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The L&D Forum

I love blended learning. The 702010 concept has helped organisations realise there's much more to learning that putting people through classroom based courses. Even so I'm starting to wonder whether this blended learning is a load of nonsense. Not the concept, more the interpretation of the title. Here's why.....

There have been a few occasions where I've found myself disagreeing with the view of what blended learning actually is. I've heard, and read, many views that says that blended learning is a combination of face to face classroom learning and online. The suggestion there is that for something to be considered as a blended approach, it must have a face to face classroom element to it. If I took this as being correct:

1) A programme which consisted of some elearning followed by a 'classroom' event would be blended learning

2) A programme which consisted of some elearning followed by a live virtual classroom would not be considered blended learning (because there is no physical classroom involved)

I just don't get it. Surely these are both examples of using different methods and blending learning? Is the second example not worthy of being called a blend?

In my opinion, that's just nonsense. There are so many approaches we can take digitally, mixing up both live and on-demand. In virtual classroom spaces, the presence of audio and or video chat, great human interaction, collaboration and shared learning can exist.'Blend' in with that the personal facilitator around to coach, mentor, support and inspire, there's a winning 'online' blend there. Here at DPG we mix it up even further with Virtual learning scenarios like those used in DPG's totally Online Programme in Human Resource Management. There's no 'workshops' in that programme, but trust me, the online experience is like no other I've seen.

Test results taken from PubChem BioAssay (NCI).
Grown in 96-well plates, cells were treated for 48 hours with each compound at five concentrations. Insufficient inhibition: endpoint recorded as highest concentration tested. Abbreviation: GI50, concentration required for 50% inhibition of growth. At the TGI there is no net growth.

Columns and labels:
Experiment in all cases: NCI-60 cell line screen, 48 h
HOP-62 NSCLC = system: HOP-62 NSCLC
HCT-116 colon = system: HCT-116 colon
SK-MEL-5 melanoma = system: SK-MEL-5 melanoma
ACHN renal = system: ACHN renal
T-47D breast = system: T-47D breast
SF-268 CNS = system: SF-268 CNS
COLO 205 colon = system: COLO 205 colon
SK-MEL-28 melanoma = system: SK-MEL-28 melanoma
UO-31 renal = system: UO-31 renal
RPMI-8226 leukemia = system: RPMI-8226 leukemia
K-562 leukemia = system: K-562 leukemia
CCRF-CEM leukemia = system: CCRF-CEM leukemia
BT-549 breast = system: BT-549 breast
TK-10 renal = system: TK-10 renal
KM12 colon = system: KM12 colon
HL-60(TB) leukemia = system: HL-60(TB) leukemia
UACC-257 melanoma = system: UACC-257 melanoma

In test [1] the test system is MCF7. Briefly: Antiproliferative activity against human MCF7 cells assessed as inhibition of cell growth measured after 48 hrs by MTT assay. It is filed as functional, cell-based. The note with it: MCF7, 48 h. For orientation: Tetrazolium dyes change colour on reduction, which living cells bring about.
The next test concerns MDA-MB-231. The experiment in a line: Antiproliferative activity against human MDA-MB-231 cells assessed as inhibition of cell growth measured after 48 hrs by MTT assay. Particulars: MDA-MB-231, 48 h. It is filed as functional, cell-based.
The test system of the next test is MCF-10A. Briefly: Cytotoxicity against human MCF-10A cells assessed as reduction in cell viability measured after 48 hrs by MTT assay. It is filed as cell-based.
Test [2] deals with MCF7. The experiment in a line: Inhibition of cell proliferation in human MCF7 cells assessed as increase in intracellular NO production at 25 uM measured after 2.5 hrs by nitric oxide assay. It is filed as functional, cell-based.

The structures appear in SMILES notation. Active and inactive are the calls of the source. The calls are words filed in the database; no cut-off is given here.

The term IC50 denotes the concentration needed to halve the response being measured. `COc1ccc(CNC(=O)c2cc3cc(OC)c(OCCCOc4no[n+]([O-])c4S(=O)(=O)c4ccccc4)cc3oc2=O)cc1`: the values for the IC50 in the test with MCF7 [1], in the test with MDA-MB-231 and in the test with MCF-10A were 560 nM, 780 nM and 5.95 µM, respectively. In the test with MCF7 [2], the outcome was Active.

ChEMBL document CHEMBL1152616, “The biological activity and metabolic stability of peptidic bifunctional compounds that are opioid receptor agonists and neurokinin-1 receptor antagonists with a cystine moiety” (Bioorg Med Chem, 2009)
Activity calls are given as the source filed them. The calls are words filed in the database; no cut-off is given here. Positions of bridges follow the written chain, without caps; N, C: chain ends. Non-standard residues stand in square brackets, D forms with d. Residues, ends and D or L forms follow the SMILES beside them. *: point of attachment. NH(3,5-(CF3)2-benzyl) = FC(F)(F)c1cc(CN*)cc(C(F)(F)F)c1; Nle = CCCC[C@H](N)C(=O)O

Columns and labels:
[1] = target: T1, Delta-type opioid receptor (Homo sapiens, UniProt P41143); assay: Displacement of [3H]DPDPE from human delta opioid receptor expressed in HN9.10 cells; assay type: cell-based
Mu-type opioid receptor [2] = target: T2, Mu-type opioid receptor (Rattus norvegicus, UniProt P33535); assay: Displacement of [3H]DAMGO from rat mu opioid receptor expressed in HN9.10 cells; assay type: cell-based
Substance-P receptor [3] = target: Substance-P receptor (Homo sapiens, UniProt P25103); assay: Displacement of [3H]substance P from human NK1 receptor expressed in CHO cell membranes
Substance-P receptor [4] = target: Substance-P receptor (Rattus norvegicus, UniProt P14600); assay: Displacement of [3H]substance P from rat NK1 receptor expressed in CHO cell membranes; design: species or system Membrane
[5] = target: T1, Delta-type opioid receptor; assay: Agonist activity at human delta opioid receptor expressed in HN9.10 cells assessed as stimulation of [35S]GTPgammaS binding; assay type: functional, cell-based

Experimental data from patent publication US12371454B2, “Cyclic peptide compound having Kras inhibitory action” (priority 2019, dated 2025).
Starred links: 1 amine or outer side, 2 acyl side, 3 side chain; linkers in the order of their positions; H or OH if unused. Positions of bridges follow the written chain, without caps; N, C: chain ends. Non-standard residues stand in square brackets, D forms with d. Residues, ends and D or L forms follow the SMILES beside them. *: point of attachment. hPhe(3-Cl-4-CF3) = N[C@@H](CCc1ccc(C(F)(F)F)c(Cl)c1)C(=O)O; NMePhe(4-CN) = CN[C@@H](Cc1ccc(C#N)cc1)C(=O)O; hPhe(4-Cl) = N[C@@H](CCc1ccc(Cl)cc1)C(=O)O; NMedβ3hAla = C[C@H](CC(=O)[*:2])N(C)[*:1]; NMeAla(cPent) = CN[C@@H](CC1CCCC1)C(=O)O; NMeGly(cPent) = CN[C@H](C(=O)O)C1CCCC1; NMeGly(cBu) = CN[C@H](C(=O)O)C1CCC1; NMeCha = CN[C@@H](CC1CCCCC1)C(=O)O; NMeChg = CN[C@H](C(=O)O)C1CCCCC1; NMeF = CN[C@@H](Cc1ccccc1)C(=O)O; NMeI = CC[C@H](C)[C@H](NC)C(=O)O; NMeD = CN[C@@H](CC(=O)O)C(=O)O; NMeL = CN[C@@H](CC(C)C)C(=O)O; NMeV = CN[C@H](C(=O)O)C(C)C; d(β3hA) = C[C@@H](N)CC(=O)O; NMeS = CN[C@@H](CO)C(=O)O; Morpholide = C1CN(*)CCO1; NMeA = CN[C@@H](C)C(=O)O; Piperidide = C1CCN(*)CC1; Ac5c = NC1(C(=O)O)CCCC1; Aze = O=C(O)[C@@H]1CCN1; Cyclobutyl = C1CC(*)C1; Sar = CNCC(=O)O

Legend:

Blended learning is a title that programme most certainly is worthy of wearing with pride.

I think in the context of blended learning being a definition that applies to approaches that always MUST contain on and offline, then yep, blended learning is non-sense. I think however, if we were to agree that the term 'blended' as evolved over the years to something broader than it's original sense, that would make perfect sense.

And that makes the world of blended, very exicting.....innovative......leaving us all with a strong appetite to mix up and blend some real funky cocktails of learning.


What do you think? What blends of learning methods do you use in your organisations? Are there some initiatives that you use just online or just offline? I'd love to know what you think.

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  • For me Ady, to steal your analogy, some of my favourite cocktails have just a couple of quality ingredients which combined look tempting, taste amazing and hit the spot.  Some of my other favourite cocktails have loads of different ingredients which combined also look and taste amazing and hit the spot.... but they are both blends and don't necessarily both have a common ingredient. I think the same can be said for blended learning.  So getting the right recipe toegether for your blend, trialling it and making tweaks to the blend is perhaps where the focus should lie, afterall designing learning in a prescriptive way is a bit like using a template...and that can be so limiting.